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the widening of the highways which cause encroachment upon your national forest was an issue as well as the environment of degradation. you see these government vehicles in the highway, they also leave in their path a bunch of trash there are real issues that need to be dealt with. i know, you asked meto do and there's a bunch of countries . and i'm now going to turn to bangladesh. bangladesh is actually where, i know. i did, i drove all like from indiana and you ask me to do south asia. >> bangladesh is really, in the end we really do have a threat and that is bangladesh. bangladesh, people don't follow bangladesh, it gets no respect and no attention but bangladesh has militancy what for quite some time. what's interesting is islamist militants are very efficacious. if you look at the data from the golden global database,
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they get about one fatality. so we had the fatality yield of pakistani territories, we would all be screaming up and down, what is happening in bangladesh but so far the terrorists are quite incompetent so we managed to not care about them. nor has suicide bombing criticized in a serious way in bangladesh. suicide bombing has begun to emerge in bangladesh. like every other country that dealing with this islamist militancy, the government has been incompetent to say the least. they don't want information, in fact to preclude people from having information they shut down our survey. we were supposed to do 80,000 people, they shut our survey down after 4000. they never shut us down. the survey in iran, they never shut us down. why? they don't want to know.
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but islam is and has a considerable base of support in bangladesh. there's not a lot of support for the tactics of terrorism but there is support for the goals of these organizations, i can tell you that taste on the preliminary analysis of our data. however, just as in the case of india, the people joining isis are not poor and undereducated. a previous wave of bangladesh militants had much more conformity to that sort of hypothesis, that they were much more allied to al qaeda and the taliban for historical reasons because bangladesh served in afghanistan. these isis fellows, their cosmopolitan which apparently means something else if you're mister miller in the white house but there well-educated, the urban, they are not poor. so the idea that these are these lumpen bangladeshis ready to be sucked up by isis simply isn't true. what i see across all these spaces where not just isis but islamist militancy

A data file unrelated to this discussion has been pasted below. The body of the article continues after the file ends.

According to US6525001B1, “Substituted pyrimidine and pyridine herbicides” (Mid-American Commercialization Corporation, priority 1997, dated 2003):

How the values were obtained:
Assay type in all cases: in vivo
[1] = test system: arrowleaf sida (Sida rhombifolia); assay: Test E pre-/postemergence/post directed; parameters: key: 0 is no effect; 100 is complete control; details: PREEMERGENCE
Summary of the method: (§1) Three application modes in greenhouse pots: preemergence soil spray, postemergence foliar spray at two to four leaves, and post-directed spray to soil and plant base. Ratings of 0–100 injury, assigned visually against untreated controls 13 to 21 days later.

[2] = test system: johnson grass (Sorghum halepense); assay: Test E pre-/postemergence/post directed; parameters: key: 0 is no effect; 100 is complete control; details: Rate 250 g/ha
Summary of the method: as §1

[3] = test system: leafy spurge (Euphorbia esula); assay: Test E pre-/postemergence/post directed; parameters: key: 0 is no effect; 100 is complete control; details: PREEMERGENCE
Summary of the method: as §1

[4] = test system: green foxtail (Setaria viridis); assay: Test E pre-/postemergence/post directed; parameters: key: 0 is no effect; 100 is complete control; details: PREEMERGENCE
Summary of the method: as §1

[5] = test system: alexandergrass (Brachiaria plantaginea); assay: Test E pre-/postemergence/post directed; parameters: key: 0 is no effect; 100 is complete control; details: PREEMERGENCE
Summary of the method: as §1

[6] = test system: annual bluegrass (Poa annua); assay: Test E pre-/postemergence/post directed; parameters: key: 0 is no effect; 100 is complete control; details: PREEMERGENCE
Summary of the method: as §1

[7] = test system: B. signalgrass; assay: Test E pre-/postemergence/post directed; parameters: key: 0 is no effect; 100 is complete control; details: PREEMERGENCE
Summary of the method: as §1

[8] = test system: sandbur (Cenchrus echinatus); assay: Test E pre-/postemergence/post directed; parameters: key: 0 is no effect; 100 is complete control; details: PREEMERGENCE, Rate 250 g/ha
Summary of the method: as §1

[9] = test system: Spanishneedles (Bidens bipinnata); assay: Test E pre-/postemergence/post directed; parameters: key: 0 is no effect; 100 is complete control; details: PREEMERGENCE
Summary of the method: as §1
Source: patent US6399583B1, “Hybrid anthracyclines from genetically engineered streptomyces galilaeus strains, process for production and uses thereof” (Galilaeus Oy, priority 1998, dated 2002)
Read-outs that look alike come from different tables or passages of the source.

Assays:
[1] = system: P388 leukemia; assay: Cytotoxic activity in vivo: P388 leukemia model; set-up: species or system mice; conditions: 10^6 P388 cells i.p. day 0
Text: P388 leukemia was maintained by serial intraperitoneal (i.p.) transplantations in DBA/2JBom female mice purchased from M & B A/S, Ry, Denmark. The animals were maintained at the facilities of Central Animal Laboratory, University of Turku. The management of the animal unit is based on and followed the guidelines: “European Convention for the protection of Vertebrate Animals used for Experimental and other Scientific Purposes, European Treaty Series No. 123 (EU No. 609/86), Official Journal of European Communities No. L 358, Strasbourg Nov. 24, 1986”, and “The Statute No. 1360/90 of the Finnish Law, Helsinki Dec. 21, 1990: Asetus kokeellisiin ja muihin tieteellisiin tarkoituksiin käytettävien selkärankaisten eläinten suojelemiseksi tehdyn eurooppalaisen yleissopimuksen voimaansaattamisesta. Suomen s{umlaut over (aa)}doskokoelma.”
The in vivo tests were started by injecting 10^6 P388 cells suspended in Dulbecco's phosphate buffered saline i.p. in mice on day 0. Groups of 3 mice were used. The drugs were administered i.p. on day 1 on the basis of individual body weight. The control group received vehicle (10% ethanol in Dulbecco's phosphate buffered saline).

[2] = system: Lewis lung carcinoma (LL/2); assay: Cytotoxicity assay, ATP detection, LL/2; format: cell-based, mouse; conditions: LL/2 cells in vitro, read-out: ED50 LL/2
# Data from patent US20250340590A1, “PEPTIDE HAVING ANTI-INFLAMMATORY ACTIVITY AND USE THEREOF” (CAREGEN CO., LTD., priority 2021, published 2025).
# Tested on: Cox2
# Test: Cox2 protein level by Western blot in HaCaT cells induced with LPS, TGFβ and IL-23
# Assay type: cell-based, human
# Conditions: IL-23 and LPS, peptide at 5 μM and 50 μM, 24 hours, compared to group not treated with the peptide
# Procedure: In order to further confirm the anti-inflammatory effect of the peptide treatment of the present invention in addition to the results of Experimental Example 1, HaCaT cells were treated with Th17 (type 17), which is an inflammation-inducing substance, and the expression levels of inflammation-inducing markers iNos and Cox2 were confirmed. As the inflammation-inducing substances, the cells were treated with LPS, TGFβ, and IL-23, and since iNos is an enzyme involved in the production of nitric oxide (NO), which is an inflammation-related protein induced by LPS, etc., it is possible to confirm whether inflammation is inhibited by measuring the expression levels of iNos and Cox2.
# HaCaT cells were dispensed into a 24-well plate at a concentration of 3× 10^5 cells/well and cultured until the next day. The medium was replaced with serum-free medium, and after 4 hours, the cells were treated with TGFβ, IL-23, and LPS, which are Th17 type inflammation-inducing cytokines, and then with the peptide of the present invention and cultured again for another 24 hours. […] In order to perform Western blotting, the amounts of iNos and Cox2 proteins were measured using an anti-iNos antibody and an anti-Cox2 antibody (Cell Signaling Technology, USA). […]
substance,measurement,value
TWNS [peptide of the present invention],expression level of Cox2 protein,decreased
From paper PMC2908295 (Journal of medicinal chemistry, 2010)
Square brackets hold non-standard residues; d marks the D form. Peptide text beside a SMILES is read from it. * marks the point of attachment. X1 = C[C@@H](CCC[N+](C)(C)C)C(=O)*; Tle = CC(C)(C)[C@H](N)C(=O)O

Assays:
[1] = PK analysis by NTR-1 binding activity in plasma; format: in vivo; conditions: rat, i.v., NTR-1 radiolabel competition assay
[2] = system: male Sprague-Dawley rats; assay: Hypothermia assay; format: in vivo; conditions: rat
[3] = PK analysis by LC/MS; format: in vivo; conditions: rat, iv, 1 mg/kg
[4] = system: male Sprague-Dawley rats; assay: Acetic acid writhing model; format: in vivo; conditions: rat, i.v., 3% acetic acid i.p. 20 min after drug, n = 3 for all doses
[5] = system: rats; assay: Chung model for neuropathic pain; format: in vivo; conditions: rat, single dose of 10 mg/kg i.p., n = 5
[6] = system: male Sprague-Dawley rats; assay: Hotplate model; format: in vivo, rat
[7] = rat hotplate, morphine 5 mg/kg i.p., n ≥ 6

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drives, we need to get out of our heads that poverty is driving this.it's not. what i see from my surveys and studies of their literature is that they actually agree in some measure with the goals of the different militant organizations that they serve. and which they support. if we don't want to come to terms with the fact that these are rational actors, they're not poor impoverished you who's who are easily swayed by the exoticism of beheading people. this is not what's going on here. if we are not willing to spend the time to look at the ways in which isis is able, and not just isis, isis's new flavor of the day but all these countries have more serious islamic militant groups. we are not going to buy our way out of this with a development program. what we need to be spending a lot more time doing and this is the entire resources is
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understanding what is the source of political will these organizations have. finally, burma. not going to talk about it here, i don't have the time but burma if you pay attention, all of these groups are active in burma. isis, burma is a country that we talk about for a lot of reasons but probably not for the reasons of this aggression yet both a dys, al qaeda in the continent and isis have made numerous statements and appeals to the rohingya's who as you know are being into some fairly serious fatalities by me on our government. >>. >> okay. >>. >> says you have to go, do you have any directed questions on finance erected at the audience . >>. >> particularly on finance. >>.
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>> my name is mohammed with the iraqis. my question is to mister somali. ask for your opinion that any involved in taiwan since 2003 up till now. >> so they're different first . what i've seen more is not so much a government. i've not seen a government financing isis. what i've seen is governments turning a blind eye to financing going on in their border. you could have many obvious theories to what that means, whether they support or they don't care or whatever but what i've definitely seen yet is financing or fundraising